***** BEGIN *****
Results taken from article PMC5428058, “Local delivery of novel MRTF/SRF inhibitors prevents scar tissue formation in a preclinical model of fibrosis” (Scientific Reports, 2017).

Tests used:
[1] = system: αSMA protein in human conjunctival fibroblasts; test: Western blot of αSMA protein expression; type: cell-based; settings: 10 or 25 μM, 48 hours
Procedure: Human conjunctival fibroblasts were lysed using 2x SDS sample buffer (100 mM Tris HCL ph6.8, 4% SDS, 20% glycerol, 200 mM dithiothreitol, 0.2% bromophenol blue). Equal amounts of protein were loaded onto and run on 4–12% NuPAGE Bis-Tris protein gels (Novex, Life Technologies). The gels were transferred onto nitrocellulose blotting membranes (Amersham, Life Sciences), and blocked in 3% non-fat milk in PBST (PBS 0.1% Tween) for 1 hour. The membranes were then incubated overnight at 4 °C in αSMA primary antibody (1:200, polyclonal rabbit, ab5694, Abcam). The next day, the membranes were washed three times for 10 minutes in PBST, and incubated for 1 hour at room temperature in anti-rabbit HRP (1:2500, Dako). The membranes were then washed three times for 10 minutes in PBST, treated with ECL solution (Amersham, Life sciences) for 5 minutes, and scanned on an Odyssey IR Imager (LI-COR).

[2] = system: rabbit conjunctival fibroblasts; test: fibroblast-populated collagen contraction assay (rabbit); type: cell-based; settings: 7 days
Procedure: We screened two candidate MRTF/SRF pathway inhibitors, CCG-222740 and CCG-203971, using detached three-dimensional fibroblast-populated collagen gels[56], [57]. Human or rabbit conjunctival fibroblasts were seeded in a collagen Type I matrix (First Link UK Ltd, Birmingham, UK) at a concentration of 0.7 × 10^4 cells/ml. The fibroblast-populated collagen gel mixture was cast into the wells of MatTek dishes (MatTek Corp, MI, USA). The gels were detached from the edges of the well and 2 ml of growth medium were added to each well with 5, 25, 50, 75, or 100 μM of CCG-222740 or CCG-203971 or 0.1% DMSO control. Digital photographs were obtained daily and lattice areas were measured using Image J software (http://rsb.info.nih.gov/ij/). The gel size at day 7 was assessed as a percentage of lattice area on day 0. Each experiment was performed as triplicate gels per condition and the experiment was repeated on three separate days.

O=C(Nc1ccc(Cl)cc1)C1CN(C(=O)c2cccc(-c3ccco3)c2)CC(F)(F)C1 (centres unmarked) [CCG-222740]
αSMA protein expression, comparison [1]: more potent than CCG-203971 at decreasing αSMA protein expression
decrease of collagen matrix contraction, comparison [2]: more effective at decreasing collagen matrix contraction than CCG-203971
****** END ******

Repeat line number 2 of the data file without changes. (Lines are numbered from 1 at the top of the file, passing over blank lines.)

Tests used: